KAIN (kān, Heb. kāyin, smith)
A town in Judah, in KJV spelled Cain (Josh.15.57).In ASV and RSV a tribal name; NIV has “the Kenite” (Num.24.22; Judg.4.11). See also Kenites.
[1 below], הַקַּ֖יִן
[2 below], KJV CAIN, lacking in LXX except Judges 4:11
, meaning metalworker
). Singular form of the clan name Kenite. Formally, the name is equivalent to that of Cain, Adam’s son, but there is no other reason to relate the two.
1. Judgment is pronounced on Kain in the oracle of Baalam (Num 24:22). Despite apparent security among rocks and pinnacles, his nest (קֵן, H7860) will be destroyed. The name also appears in Judges 4:11, where it is said that one of the Kenites, Heber, was separated מִקַּ֔יִן, from Kain (KJV, RSV, NEB “Kenites”). Perhaps Kain is to be understood here as the city name of the Kenites (see 2.).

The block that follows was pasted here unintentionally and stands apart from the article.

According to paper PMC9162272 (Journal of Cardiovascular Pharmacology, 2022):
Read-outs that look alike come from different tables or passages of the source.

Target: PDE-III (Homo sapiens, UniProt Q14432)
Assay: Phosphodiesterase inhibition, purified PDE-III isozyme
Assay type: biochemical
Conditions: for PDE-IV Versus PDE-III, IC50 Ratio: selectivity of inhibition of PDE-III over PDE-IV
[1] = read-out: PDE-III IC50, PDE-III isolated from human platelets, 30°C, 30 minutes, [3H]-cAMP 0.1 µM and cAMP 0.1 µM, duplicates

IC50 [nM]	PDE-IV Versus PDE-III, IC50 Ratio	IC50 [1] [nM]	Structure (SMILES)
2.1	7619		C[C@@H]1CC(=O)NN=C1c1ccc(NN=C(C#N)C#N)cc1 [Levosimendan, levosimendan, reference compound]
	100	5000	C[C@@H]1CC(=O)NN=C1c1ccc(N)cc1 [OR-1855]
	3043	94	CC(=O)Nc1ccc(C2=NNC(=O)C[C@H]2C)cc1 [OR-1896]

2. A city located near Hebron in conquered territory assigned to Judah (Josh 15:57). It is tentatively identified with Khirbet Yaqin, SE of Hebron. Since the LXX omits the name and reduces the summarized number of cities from ten to nine, some scholars have proposed to read “Zanoah of Cain.”
International Standard Bible Encyclopedia (1915)
A town in the hill country of Judah (Jos 15:57). There is, too, apparently a reference to this place in Nu 24:21,22:
"And he looked on the Kenite, and took up his parable, and said,
Strong is thy dwelling-place,
And thy nest is set in the rock.
Nevertheless Kain shall be wasted,
Until Asshur shall carry thee away captive."
This place has been very doubtfully identified as the ruin Yukin, a place on a lofty hill Southeast of Hebron, overlooking the wilderness of Judah; the tomb of Cain is shown there. See PEF, III, 312, Sh XXI.
A clan name, the King James Version
"the Kenite" (Nu 24:22
; Jud 4:11
). In the first passage the Revised Version
(British and American) has "Kain" and margin "the Kenites"; in the second, the Revised Version (British and American) has "the Kenite" in text and margin "Kain." Compare preceding article.